How many times have you struggled to get Python packages like TensorFlow, Keras, or PyTorch working together? How many times have you downloaded code or shared yours with others only to find that it didn’t work due to some kind of software conflict? If you’re like most data scientists, the answer is probably “almost every day”. Thankfully, there is a piece of software called Docker designed to solve this very problem, as well as several others. Learning how to use Docker for data science could change the way you work forever.
Docker is a “platform as a service” system that lets you run, deploy, and distribute software in packages called containers. Containers are a little like virtual machines. You might be familiar with VMs if you’ve used VMWare or VirtualBox. Basically, both VMs and containers provide virtualization at the operating system level, effectively running a virtual operating system inside a physical one. However, containers have some notable benefits over VMs and have grown rapidly popularity as a result. Most large businesses like Google, Facebook, and Amazon use containers for data science development, deploying models, and powering software services.
There are two key reasons: size and speed. To create a virtual machine image (VMI) in VMWare of VirtualBox you need to install an entire operating system, such as Linux or Windows, from a DVD ISO image into a virtual environment within your main machine. These VMIs are typically many gigabytes in size, so they’re not very portable, quick to download, or install and configure.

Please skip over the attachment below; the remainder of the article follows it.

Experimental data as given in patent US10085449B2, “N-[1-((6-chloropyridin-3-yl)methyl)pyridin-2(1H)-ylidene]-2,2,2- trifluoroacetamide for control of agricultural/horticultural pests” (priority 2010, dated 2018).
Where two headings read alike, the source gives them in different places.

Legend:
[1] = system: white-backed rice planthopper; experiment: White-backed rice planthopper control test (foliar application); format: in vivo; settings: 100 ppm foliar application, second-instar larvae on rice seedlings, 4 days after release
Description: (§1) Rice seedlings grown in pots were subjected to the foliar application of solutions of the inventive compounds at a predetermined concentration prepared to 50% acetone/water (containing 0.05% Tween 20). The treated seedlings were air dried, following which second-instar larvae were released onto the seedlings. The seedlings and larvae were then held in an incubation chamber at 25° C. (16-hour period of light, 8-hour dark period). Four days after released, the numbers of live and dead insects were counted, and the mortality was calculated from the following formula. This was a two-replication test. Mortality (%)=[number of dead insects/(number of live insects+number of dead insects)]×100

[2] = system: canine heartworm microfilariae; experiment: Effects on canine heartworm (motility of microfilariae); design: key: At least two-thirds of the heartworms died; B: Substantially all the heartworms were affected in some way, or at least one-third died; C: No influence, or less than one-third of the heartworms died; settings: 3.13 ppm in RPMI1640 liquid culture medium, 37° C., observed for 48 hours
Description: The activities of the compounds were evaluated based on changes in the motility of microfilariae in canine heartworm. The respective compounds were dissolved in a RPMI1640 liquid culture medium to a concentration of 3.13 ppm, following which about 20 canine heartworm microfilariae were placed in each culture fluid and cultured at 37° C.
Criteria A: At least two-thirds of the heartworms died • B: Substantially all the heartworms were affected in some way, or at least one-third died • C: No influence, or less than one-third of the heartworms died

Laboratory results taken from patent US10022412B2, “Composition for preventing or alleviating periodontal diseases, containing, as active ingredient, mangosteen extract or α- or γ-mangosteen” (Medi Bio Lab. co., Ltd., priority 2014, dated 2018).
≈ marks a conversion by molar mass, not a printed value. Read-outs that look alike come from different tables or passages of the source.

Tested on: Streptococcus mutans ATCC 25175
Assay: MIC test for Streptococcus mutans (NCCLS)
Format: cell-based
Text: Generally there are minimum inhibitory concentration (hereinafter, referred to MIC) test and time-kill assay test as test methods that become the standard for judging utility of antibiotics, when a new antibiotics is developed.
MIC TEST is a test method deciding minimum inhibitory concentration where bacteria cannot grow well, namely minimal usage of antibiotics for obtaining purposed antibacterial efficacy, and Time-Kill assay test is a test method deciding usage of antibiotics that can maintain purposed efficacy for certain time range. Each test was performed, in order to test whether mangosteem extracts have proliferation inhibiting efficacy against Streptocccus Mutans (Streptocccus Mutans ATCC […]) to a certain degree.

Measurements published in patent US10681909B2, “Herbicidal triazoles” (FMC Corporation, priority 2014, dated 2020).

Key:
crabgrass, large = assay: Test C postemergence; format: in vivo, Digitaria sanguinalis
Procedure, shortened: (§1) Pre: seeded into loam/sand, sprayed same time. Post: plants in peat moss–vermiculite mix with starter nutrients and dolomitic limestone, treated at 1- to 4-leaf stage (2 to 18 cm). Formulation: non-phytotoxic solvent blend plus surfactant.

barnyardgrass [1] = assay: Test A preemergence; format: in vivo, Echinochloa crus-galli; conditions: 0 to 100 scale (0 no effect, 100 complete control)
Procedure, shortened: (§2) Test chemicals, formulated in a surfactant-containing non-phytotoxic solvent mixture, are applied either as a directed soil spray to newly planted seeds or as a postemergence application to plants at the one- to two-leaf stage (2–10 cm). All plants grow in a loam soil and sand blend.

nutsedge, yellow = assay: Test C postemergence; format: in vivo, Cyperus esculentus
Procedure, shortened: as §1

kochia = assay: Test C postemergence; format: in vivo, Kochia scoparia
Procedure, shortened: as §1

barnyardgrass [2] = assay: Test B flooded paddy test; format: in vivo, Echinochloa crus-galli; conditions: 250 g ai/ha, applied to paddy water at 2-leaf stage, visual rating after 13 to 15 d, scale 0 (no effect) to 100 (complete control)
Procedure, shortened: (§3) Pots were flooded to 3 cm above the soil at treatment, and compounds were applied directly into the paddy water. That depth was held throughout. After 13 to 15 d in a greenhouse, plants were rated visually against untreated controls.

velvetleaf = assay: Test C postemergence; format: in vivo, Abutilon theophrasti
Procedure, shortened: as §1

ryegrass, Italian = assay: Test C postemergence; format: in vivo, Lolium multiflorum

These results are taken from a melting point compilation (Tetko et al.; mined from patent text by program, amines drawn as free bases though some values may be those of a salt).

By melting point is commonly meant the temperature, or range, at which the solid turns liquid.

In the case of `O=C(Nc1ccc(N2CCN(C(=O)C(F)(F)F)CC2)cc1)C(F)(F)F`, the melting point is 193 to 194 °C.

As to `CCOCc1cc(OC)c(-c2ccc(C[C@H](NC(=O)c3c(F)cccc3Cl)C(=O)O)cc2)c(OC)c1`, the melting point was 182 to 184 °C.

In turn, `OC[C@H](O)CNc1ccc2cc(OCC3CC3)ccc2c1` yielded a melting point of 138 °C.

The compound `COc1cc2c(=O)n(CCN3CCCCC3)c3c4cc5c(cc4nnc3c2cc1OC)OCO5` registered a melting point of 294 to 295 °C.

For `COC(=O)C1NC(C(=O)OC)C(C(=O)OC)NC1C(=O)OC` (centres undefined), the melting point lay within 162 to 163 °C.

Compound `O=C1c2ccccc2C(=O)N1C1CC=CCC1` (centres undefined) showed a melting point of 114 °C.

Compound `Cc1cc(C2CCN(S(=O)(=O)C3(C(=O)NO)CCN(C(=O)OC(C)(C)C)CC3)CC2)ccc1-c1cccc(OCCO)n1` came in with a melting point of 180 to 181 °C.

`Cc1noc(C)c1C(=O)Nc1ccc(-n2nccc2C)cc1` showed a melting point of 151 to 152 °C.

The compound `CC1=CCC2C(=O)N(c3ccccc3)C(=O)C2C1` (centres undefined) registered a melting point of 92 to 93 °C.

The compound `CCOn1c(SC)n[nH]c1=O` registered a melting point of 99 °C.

They also work like a full operating system and take a minute or more to boot up and need to be shutdown like a physical computer. They’re great for providing an entire self-contained virtual operating system, or creating a standardised development environment, but they are of less use for deploying applications.
Docker containers are much smaller than VMs because they all run from a single operating system kernel, rather than a kernel for each VM. They are quicker to download, take up less disk space, and use far fewer system resources. The Alpine Linux Docker image, for example, is just 5MB in size! They also fire up much quicker - many in just a split second.
The combination of lower resources, smaller size, and faster performance means that you can use several Docker images on a single machine, with each one performing a particular task. For example, you might have a container for your application, a container for MySQL, a container for Elastic, and a container for Kibana. If you tried doing this with virtual machines, you’d quickly run out of resources and your machine would grind to a halt.
The complex software we use in data science can take some time and effort to set up and things don’t always work consistently when software versions are slightly different. Python virtual environments and using
pip to install the packages listed in your